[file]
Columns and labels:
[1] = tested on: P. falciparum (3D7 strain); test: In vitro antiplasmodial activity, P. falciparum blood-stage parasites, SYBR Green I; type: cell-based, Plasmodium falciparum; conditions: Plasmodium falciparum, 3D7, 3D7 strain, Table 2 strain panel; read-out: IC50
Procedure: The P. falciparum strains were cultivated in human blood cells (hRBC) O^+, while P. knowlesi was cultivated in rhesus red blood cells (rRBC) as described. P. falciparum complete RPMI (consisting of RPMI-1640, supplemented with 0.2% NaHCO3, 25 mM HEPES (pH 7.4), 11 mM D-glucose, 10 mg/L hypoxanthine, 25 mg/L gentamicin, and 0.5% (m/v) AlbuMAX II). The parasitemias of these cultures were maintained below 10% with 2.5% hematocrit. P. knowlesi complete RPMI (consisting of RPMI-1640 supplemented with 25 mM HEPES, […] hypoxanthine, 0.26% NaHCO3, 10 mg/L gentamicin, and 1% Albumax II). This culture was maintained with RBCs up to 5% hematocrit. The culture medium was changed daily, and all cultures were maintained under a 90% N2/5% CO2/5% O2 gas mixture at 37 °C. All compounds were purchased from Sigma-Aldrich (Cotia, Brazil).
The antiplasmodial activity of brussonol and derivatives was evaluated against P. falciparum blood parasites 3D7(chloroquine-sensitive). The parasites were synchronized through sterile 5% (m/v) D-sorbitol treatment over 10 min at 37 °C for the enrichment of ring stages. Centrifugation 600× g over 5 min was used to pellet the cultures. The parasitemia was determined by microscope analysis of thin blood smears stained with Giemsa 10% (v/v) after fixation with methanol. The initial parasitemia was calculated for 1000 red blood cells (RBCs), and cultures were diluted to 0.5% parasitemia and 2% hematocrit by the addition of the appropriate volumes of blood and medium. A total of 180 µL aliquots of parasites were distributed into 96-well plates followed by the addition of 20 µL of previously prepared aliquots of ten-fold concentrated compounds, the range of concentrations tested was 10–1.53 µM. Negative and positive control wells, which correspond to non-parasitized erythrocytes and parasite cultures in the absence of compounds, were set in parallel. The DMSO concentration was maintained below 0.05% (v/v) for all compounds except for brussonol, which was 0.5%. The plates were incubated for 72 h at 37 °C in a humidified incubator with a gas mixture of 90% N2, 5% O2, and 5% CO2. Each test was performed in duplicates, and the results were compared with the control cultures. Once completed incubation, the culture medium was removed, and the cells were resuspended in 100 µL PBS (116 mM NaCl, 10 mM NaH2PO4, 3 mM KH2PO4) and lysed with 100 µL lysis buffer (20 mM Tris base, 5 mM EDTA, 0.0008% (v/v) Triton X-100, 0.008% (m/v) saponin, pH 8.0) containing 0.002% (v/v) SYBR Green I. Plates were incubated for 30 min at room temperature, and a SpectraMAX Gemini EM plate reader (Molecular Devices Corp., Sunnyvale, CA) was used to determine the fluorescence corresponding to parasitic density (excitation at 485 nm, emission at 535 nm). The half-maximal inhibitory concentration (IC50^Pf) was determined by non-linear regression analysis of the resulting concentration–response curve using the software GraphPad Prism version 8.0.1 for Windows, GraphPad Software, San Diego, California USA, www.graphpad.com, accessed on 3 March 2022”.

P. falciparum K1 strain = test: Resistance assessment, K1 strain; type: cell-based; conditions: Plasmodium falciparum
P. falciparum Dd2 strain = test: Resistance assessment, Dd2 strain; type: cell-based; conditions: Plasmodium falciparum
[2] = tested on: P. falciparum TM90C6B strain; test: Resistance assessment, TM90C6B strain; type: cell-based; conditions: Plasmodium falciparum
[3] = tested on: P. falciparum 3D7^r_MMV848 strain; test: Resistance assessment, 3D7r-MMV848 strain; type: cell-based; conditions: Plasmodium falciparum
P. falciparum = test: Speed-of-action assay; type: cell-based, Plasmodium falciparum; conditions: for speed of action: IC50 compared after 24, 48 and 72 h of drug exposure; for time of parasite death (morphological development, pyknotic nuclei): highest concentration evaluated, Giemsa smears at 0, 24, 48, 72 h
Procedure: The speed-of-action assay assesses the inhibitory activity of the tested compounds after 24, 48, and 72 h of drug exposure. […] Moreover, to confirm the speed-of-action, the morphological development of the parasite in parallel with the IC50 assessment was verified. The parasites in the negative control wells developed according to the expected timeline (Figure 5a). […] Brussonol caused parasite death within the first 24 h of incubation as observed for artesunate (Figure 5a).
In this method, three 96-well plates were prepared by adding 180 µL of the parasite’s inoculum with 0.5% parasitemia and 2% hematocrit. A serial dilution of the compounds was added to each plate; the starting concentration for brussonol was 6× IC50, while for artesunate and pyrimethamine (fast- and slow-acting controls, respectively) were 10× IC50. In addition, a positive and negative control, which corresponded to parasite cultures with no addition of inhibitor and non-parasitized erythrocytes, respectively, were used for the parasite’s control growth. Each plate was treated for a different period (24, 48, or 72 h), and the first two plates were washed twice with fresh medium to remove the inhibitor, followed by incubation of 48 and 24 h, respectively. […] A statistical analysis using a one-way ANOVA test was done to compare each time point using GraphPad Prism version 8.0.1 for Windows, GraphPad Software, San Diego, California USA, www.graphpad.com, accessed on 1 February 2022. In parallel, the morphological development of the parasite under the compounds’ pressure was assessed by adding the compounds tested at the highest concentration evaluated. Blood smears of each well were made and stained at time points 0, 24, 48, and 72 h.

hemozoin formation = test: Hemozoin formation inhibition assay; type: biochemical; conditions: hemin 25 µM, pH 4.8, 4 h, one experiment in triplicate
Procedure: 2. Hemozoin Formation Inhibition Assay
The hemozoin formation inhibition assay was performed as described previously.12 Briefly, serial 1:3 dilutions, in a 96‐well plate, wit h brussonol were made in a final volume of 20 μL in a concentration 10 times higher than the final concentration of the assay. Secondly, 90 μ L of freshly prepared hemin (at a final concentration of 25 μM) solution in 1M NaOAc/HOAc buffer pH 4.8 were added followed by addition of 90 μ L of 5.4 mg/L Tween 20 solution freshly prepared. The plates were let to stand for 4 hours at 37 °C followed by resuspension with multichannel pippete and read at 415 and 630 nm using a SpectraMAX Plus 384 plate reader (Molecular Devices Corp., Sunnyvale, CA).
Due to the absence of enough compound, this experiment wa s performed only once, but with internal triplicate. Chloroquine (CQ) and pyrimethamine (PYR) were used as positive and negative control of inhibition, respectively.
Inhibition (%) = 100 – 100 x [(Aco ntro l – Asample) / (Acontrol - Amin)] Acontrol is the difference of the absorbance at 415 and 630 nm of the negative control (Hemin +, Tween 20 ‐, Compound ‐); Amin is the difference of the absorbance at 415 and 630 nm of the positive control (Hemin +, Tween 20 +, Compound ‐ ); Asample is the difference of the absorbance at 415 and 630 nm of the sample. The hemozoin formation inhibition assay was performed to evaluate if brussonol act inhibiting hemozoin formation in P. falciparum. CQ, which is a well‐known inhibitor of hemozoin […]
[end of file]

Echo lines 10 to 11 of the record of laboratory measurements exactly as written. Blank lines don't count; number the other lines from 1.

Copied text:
Procedure: The speed-of-action assay assesses the inhibitory activity of the tested compounds after 24, 48, and 72 h of drug exposure. […] Moreover, to confirm the speed-of-action, the morphological development of the parasite in parallel with the IC50 assessment was verified. The parasites in the negative control wells developed according to the expected timeline (Figure 5a). […] Brussonol caused parasite death within the first 24 h of incubation as observed for artesunate (Figure 5a).
In this method, three 96-well plates were prepared by adding 180 µL of the parasite’s inoculum with 0.5% parasitemia and 2% hematocrit. A serial dilution of the compounds was added to each plate; the starting concentration for brussonol was 6× IC50, while for artesunate and pyrimethamine (fast- and slow-acting controls, respectively) were 10× IC50. In addition, a positive and negative control, which corresponded to parasite cultures with no addition of inhibitor and non-parasitized erythrocytes, respectively, were used for the parasite’s control growth. Each plate was treated for a different period (24, 48, or 72 h), and the first two plates were washed twice with fresh medium to remove the inhibitor, followed by incubation of 48 and 24 h, respectively. […] A statistical analysis using a one-way ANOVA test was done to compare each time point using GraphPad Prism version 8.0.1 for Windows, GraphPad Software, San Diego, California USA, www.graphpad.com, accessed on 1 February 2022. In parallel, the morphological development of the parasite under the compounds’ pressure was assessed by adding the compounds tested at the highest concentration evaluated. Blood smears of each well were made and stained at time points 0, 24, 48, and 72 h.